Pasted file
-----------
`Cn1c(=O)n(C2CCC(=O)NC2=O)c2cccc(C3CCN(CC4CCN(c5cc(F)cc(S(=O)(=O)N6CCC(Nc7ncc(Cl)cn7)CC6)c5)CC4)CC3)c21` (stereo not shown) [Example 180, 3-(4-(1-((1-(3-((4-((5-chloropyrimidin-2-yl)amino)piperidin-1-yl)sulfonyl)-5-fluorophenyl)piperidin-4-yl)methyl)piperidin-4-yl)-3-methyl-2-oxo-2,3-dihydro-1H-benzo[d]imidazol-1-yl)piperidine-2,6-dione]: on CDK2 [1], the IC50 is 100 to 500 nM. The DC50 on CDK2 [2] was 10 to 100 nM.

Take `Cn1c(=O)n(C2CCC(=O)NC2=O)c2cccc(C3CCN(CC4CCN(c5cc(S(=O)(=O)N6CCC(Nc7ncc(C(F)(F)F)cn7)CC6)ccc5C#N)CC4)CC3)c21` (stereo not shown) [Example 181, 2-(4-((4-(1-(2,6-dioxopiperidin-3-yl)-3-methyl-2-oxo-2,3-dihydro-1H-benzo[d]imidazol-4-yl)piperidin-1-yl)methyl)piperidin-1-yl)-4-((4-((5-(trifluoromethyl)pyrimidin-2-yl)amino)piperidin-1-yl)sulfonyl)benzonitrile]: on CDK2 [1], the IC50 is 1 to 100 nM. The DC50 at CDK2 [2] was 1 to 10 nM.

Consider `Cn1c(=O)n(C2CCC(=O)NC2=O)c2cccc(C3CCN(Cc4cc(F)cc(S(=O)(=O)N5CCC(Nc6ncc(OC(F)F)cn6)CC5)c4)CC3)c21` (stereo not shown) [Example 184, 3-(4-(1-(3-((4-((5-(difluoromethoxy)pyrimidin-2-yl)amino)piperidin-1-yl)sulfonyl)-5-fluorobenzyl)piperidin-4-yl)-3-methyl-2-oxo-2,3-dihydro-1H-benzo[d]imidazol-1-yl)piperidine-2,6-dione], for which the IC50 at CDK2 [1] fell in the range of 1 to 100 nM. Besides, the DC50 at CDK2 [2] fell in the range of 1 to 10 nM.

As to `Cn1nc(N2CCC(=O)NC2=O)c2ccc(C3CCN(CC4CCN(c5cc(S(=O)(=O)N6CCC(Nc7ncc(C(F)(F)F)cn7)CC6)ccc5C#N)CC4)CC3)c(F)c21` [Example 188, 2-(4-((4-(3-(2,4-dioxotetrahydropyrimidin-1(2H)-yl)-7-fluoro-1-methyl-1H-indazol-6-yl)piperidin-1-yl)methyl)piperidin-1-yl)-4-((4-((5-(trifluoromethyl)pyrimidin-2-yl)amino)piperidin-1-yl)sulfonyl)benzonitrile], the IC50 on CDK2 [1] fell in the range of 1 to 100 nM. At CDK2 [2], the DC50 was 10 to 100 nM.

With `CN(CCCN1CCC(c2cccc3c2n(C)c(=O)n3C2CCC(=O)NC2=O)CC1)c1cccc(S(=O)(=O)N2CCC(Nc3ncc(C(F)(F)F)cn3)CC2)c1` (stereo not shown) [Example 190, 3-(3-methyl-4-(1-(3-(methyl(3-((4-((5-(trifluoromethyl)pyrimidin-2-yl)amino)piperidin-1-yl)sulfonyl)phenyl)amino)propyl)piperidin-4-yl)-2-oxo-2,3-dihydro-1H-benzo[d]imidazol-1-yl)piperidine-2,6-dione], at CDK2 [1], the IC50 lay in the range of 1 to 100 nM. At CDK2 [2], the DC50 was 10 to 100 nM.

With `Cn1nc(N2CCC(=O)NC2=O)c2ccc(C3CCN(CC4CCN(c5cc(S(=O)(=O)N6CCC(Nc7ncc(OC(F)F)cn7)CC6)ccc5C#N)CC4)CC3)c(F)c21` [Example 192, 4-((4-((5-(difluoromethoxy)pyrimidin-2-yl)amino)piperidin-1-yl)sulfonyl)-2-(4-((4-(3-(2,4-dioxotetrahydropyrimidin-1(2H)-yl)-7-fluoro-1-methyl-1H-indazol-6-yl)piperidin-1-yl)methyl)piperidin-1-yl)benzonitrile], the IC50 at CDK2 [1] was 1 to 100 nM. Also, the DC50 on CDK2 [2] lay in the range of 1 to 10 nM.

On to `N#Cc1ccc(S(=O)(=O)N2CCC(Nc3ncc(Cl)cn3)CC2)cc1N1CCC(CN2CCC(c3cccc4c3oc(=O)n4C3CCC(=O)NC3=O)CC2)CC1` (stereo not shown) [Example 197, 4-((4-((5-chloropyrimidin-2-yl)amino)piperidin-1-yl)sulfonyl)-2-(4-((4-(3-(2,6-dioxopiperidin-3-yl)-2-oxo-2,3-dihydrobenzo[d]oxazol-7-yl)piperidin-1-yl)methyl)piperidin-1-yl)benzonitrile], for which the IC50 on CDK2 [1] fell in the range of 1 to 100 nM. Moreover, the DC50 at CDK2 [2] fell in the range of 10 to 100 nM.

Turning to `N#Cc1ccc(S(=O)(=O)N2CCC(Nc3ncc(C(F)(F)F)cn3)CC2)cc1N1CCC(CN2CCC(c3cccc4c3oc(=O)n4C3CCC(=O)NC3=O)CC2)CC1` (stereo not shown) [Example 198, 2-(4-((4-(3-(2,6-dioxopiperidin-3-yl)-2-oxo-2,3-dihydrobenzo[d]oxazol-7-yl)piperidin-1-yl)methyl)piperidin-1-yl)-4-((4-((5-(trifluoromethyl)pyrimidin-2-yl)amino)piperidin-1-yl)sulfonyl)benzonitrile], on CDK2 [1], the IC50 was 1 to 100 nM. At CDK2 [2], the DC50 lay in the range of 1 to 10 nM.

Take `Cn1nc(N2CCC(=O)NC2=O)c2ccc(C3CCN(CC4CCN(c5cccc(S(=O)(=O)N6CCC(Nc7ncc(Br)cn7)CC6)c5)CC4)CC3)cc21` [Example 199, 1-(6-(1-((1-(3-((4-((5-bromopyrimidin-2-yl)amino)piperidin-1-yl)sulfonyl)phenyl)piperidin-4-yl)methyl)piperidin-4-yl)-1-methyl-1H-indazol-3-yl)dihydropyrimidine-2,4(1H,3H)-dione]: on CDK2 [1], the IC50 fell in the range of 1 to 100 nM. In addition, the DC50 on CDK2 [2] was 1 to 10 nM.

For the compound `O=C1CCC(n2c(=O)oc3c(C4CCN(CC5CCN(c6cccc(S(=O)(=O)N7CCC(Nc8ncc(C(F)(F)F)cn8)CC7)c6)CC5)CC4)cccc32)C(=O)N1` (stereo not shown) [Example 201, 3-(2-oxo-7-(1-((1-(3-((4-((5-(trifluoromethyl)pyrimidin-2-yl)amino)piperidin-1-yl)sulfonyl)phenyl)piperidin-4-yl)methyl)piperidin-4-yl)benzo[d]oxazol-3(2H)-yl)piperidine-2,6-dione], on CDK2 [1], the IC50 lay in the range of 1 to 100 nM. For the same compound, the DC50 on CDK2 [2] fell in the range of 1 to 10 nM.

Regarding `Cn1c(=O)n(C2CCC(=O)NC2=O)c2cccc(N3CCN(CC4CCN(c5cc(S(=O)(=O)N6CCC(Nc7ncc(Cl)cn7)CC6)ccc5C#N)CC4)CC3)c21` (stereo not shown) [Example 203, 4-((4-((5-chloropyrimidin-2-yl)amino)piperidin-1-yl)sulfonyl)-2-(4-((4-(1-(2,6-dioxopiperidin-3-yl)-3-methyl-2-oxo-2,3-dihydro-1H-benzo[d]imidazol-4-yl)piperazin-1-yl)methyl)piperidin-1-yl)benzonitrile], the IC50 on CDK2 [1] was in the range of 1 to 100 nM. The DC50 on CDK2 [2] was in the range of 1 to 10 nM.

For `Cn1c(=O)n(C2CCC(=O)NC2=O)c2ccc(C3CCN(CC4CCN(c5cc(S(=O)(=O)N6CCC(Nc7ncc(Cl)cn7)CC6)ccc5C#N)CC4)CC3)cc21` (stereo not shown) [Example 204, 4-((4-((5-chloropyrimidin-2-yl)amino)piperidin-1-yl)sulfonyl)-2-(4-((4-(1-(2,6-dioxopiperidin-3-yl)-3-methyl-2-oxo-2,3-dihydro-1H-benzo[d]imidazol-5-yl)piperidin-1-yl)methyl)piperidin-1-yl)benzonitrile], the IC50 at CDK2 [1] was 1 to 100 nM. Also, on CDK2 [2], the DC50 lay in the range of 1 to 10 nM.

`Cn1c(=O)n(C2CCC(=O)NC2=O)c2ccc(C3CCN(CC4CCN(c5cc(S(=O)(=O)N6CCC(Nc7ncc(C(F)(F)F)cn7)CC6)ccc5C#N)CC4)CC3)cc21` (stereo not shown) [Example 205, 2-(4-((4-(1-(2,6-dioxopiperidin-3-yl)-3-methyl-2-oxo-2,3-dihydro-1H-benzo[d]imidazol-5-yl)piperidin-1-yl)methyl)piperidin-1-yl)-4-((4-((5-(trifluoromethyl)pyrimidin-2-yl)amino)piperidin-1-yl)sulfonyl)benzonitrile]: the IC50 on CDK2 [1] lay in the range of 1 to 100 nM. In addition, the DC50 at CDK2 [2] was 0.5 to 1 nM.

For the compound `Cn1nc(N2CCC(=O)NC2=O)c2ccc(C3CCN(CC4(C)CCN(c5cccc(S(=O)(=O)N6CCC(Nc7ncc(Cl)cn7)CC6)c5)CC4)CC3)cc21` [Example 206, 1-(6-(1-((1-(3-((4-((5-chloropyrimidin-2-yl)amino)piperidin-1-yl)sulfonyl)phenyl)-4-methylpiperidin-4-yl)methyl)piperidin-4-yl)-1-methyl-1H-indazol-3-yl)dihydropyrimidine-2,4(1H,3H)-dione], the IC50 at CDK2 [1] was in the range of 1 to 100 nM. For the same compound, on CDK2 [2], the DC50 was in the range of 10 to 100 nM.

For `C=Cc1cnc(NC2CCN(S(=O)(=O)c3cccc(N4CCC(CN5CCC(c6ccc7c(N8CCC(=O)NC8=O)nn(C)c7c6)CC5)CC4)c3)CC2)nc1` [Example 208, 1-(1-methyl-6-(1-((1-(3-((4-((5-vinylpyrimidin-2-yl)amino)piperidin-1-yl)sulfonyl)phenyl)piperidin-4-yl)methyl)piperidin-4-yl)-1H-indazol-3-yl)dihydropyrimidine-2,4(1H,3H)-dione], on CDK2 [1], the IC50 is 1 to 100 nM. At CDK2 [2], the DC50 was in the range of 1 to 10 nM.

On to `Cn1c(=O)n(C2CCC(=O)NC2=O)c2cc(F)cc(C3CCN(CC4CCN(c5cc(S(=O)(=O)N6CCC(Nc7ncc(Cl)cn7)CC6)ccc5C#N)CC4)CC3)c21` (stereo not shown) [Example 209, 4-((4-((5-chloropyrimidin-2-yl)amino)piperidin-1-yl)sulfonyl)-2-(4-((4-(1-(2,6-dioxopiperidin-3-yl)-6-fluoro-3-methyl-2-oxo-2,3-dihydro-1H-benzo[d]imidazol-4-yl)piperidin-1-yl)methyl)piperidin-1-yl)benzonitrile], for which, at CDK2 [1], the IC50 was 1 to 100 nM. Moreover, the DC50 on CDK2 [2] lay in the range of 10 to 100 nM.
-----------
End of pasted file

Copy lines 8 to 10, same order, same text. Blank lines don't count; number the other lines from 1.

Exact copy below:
Turning to `N#Cc1ccc(S(=O)(=O)N2CCC(Nc3ncc(C(F)(F)F)cn3)CC2)cc1N1CCC(CN2CCC(c3cccc4c3oc(=O)n4C3CCC(=O)NC3=O)CC2)CC1` (stereo not shown) [Example 198, 2-(4-((4-(3-(2,6-dioxopiperidin-3-yl)-2-oxo-2,3-dihydrobenzo[d]oxazol-7-yl)piperidin-1-yl)methyl)piperidin-1-yl)-4-((4-((5-(trifluoromethyl)pyrimidin-2-yl)amino)piperidin-1-yl)sulfonyl)benzonitrile], on CDK2 [1], the IC50 was 1 to 100 nM. At CDK2 [2], the DC50 lay in the range of 1 to 10 nM.

Take `Cn1nc(N2CCC(=O)NC2=O)c2ccc(C3CCN(CC4CCN(c5cccc(S(=O)(=O)N6CCC(Nc7ncc(Br)cn7)CC6)c5)CC4)CC3)cc21` [Example 199, 1-(6-(1-((1-(3-((4-((5-bromopyrimidin-2-yl)amino)piperidin-1-yl)sulfonyl)phenyl)piperidin-4-yl)methyl)piperidin-4-yl)-1-methyl-1H-indazol-3-yl)dihydropyrimidine-2,4(1H,3H)-dione]: on CDK2 [1], the IC50 fell in the range of 1 to 100 nM. In addition, the DC50 on CDK2 [2] was 1 to 10 nM.

For the compound `O=C1CCC(n2c(=O)oc3c(C4CCN(CC5CCN(c6cccc(S(=O)(=O)N7CCC(Nc8ncc(C(F)(F)F)cn8)CC7)c6)CC5)CC4)cccc32)C(=O)N1` (stereo not shown) [Example 201, 3-(2-oxo-7-(1-((1-(3-((4-((5-(trifluoromethyl)pyrimidin-2-yl)amino)piperidin-1-yl)sulfonyl)phenyl)piperidin-4-yl)methyl)piperidin-4-yl)benzo[d]oxazol-3(2H)-yl)piperidine-2,6-dione], on CDK2 [1], the IC50 lay in the range of 1 to 100 nM. For the same compound, the DC50 on CDK2 [2] fell in the range of 1 to 10 nM.